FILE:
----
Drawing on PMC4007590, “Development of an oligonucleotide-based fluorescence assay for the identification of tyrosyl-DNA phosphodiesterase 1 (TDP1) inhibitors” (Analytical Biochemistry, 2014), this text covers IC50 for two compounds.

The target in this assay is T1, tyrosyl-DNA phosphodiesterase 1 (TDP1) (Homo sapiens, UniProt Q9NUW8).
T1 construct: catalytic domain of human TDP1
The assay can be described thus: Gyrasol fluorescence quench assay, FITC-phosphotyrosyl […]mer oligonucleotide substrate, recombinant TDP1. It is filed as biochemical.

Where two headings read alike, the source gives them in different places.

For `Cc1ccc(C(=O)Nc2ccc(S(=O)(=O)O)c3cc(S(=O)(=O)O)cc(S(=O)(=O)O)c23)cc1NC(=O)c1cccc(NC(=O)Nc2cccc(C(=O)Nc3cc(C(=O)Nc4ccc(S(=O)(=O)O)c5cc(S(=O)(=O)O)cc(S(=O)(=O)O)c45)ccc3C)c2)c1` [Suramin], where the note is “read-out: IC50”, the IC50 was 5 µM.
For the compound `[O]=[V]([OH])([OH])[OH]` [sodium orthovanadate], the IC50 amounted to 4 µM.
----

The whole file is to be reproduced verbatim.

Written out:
Drawing on PMC4007590, “Development of an oligonucleotide-based fluorescence assay for the identification of tyrosyl-DNA phosphodiesterase 1 (TDP1) inhibitors” (Analytical Biochemistry, 2014), this text covers IC50 for two compounds.

The target in this assay is T1, tyrosyl-DNA phosphodiesterase 1 (TDP1) (Homo sapiens, UniProt Q9NUW8).
T1 construct: catalytic domain of human TDP1
The assay can be described thus: Gyrasol fluorescence quench assay, FITC-phosphotyrosyl […]mer oligonucleotide substrate, recombinant TDP1. It is filed as biochemical.

Where two headings read alike, the source gives them in different places.

For `Cc1ccc(C(=O)Nc2ccc(S(=O)(=O)O)c3cc(S(=O)(=O)O)cc(S(=O)(=O)O)c23)cc1NC(=O)c1cccc(NC(=O)Nc2cccc(C(=O)Nc3cc(C(=O)Nc4ccc(S(=O)(=O)O)c5cc(S(=O)(=O)O)cc(S(=O)(=O)O)c45)ccc3C)c2)c1` [Suramin], where the note is “read-out: IC50”, the IC50 was 5 µM.
For the compound `[O]=[V]([OH])([OH])[OH]` [sodium orthovanadate], the IC50 amounted to 4 µM.